10. Man, I like this spirit!!! THIS is how we should be. Come on people.
  11. You've got it. I will write it into your contract if that's what you want. Seems reasonable. Except the bit about tent boy and the opium pipe.
  12. Sprockets in the Gloaming ... my new script I'm writing. Feature length, set in southern England, circa 1940. To be shot on 35mm film. Robin, would you like to work on it? I will give you a job. Just have to raise the money. Stephen, turned out to be quite an okay thread after all, didn't it.
  13. Something likely to become increasingly noticeable. Some people tend to wave the whole film thing off as something only hipsters care about. I'm not so sure it's really a hipster thing at all though - it's becoming more mainline and popular than that. Film was always about getting bums on seats, and promoting a prestigious difference is one (not so small) way of doing that. A country that values its film industry ought to look into this. But of course script and direction is the foundation. What's starting to stand out, I feel, is that especially younger people are looking in popular culture for authenticity, earthiness, realness, and a return to valuable things that have meaning. It's not a shallow search for mere prestige though. Obviously I can't back my assertion up with hard facts. Talk to people and read a lot and you will notice this trend. As David Lean once said, you can hold film footage in your hand. You can smell it. Light actually shines through the stuff, physically. Hard to beat that, when it comes to creative use of image. It's magic. It takes risks to be creative with film. I'm not knocking digital. I'm just saying don't give up on film. Because if you do it might mean you could be a little out of touch 😉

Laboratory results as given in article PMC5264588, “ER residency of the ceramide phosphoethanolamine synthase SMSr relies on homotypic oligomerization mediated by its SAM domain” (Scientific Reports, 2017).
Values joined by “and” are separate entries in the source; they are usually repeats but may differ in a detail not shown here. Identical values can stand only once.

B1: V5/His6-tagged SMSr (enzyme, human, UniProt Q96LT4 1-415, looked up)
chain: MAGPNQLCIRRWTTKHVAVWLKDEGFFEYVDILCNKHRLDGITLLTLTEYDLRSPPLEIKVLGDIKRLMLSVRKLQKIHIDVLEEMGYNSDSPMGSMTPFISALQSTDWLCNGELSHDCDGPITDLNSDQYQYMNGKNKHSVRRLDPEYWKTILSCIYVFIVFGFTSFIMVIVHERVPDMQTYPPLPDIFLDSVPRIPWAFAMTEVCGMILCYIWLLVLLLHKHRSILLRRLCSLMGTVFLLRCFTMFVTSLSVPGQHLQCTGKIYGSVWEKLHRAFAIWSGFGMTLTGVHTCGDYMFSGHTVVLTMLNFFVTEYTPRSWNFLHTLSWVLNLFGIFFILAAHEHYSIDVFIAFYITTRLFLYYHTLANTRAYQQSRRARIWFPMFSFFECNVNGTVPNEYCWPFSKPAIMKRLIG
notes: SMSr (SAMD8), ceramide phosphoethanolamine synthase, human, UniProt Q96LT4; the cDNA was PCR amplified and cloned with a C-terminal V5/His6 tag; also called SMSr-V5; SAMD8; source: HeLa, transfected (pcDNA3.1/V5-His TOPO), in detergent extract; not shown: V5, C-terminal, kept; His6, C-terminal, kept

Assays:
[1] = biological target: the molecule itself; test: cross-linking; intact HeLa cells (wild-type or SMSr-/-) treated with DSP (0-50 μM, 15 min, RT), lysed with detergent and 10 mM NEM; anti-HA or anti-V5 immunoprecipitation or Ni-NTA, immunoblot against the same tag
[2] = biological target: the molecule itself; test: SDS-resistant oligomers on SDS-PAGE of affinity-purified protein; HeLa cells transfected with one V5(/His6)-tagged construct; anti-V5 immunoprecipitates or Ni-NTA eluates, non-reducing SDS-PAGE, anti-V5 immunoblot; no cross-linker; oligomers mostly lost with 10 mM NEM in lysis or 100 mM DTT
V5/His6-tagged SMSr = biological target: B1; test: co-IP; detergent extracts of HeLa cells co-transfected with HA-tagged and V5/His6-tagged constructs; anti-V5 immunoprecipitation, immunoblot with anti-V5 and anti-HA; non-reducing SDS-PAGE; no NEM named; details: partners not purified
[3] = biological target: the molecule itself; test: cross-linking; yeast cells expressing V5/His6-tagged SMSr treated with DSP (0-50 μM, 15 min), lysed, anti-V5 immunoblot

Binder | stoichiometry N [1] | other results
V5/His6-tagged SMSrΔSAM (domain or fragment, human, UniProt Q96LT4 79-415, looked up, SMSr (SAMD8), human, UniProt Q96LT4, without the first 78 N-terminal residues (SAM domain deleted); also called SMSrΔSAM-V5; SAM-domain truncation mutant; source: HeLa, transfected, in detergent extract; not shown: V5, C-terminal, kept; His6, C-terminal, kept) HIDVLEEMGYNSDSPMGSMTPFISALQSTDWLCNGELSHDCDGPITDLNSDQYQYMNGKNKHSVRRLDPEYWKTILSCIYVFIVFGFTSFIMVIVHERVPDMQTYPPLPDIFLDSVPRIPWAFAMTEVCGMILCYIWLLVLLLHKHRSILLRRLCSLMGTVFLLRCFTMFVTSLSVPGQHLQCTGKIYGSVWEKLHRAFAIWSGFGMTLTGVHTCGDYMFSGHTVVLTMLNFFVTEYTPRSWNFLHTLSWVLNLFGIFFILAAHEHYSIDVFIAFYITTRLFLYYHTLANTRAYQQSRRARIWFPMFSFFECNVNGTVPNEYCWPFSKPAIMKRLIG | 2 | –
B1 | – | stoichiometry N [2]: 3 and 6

14. My dream would be Panavision and classic old anamorphic lenses and 35mm. Or 65mm Panavision. Preferably all photochemical but, well, digital projection would be okay too. Much less of a headache to get the thing finished, out there, and seen. But you know, it's already been mentioned twice - a great script and a great director I think is the key to a wonderful film, assuming the money can be found (I think, with difficulty, the money can in theory always be found - there has always been and will always be very rich people and companies who can fund things). The problem with scripts and direction is that we've somewhat lost our way as a society in understanding, on a popular level, fundamental things about entertainment. It's not about explosions and violence and things like that. All of that stuff is just seasoning, but it's not the meat and the vegetables. Great movies are always, always about the classic, common themes that beset all people. The human condition. War, worry, loss. Trying to find love, despite all. Suffering, sacrifice, doubt, faith, happiness, hope. If we can find a great script, we can find the director for it, and we can find the acting talent because a great director will have the talent to see the potential in an actor, discover it, and bring it out. That's the way it's always worked. It can be done again. I see signs, from my occasional visits to the cinema over the last few years, that the film industry is slowly working its way up to the creation of some truly great classic films again. There's been some really impressive films released in the last few years.